Statists who oppose the building of that mosque near the World Trade Center site are missing the point, and the reason they’re missing the point is that they simply cannot bring themselves to recognize that the problem is not with Islam or Muslims. The problem is with the U.S. government and specifically, its imperial, interventionist foreign policy that waged war against people in the Middle East for years prior to the 9/11 attacks. — Jacob Hornberger, from his recent Campaign for Liberty article to which this is linked.
So yeah, I’m sharing some internet arguing I’ve been up to of late. That ^ was my original post. Below, in quote paragraphs, is the full response I received and my answers to each segment. What are your thoughts? Are there better answers to give?
In regards to this quotation and the article it links to, I must respectfully disagree with you and Mr. Hornberger, and I hope he doesn’t think he’s being serious when he says things like this. Two objections:
I’m fairly sure he’s serious. Why would a well-known man in think tank circles put his name on a public article with which he did not agree?
1. I’d contend that, when it comes to the outrage over the “Ground Zero Mosque,” it is Mr. Hornberger who is woefully missing the point. American foreign policy and the War on Terror is a tangent to the controversy, only because it is centered around a hole in the ground that was perpetrated, according to Mr. Hornberger, in retaliation to our foreign policy. The central points of the Cordoba House Affair are: tolerance versus intolerance in a pluralistic society; the question of whether or not the charge “offensive” has any currency in discourse; the religious freedoms that spring from the First Amendment. Theseare the main points that Mr. Hornberger misses. People like Gingrich and Palin are on the wrong side of the argument, I think, but at least they’re on-point. All Mr. Hornberger is doing is saying, “Well, yes, but were you aware that 9/11 happened as a result of U.S. foreign policy?” He might have a point (a wrong one, but that’s for the second objection) but it’s a point for a different debate to have.
Personally, I would argue that the biggest point of all is that of private property — if the owners of this property wish to build a mosque, that’s their business, not mine or anyone else’s. However, I’d agree with Hornberger that much of the hysteria over this proposed use of private property is due to a crucial misunderstanding of the causes of 9/11 and the nature of our foreign policy. I also agree with you that this is concerned with tolerance, though I’d note that it has absolutely nothing to do with the First Amendment, since that’s a limit on government, not other citizens, and as far as I know (correct me if I’m wrong here) the government has not made any official moves to stop construction. On the contrary, it’s all private citizens objecting…which brings me back to Hornberger’s point, which is to address the misunderstanding that fuels their objections.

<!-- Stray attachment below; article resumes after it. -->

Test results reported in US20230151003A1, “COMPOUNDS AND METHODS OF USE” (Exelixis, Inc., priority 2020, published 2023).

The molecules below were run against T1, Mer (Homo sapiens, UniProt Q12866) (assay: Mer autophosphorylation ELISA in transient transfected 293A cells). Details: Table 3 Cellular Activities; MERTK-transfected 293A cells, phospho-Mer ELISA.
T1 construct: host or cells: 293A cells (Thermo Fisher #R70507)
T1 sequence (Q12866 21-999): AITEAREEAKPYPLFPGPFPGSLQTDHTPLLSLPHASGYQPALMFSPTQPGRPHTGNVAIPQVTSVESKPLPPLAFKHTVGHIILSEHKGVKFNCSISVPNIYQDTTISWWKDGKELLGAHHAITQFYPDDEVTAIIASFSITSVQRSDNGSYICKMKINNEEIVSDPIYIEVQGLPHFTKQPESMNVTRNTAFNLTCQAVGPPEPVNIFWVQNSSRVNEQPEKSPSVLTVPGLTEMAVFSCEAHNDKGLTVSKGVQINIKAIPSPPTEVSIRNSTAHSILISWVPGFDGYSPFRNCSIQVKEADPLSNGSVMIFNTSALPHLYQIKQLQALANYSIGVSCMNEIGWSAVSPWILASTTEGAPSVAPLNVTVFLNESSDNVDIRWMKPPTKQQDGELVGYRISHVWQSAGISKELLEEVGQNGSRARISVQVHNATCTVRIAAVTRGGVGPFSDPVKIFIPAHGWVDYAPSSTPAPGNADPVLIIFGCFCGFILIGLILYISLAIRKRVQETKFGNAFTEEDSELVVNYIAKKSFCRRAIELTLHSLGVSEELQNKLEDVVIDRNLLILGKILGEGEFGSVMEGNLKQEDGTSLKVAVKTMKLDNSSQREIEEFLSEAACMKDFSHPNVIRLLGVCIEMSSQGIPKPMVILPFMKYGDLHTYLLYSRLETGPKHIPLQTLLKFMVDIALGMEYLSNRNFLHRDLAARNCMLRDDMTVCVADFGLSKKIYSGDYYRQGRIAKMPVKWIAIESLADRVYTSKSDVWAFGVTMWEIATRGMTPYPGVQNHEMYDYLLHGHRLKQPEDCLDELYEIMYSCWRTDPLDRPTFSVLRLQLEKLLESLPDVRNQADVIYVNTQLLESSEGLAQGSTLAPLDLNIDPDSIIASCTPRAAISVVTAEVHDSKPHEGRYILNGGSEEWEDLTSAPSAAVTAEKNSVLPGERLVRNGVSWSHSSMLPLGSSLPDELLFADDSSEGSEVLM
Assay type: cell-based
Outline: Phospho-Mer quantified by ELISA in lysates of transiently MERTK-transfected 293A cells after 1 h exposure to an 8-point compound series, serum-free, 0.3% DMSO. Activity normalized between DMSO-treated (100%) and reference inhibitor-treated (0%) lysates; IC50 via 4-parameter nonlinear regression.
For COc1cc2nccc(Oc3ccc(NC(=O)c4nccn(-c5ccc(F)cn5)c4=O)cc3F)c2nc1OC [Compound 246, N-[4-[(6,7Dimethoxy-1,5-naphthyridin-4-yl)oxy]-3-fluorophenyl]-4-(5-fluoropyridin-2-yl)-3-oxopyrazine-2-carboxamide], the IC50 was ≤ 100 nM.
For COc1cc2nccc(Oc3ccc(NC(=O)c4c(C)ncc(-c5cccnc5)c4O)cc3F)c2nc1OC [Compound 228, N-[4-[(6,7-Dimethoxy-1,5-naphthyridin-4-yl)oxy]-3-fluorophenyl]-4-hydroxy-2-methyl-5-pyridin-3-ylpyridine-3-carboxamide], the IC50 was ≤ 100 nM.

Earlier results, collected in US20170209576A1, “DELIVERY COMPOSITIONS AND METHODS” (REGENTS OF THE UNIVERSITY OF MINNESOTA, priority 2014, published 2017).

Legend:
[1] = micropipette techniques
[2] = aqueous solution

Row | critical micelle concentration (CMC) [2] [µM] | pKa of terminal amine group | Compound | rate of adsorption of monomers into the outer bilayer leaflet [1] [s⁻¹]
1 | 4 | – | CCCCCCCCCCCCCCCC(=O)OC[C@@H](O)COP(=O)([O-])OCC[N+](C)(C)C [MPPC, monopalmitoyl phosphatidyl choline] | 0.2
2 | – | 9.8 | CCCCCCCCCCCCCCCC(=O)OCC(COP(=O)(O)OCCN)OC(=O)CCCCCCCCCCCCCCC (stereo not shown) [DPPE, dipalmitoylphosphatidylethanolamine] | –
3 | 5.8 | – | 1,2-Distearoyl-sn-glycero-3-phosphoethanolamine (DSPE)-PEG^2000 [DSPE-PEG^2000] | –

2. In my first objection, I criticized Mr. Hornberger for misidentifying key points; here, I’m saying he’s flat-out wrong. American foreign policy is not the engine of the Islamic terrorists. It was not the primary causation of the 9/11 attacks. The men who impaled two buildings with commercial airliners were propelled by a wave of militant, totalitarian, imperialistic Islam, a wave that’s been swamping the Middle East since the 1950s. This toxic ideology has oppressed and slaughtered more Arabs and Muslims than any U.S. policy in the region. Does Mr. Hornberger honestly think that if the United States had removed its bases from Saudi Arabia and withdrawn its support for Israel, 9/11 wouldn’t have happened? Preposterous. Osama bin Laden and his pals are fighting a religious crusade, not a territorial dispute. They are waging a war of conquest to bring into existence a worldwide Caliphate; they are driven by Islam, or at least some form of it. No American policy of “imperialism” flew those planes that Tuesday. Jihadists did.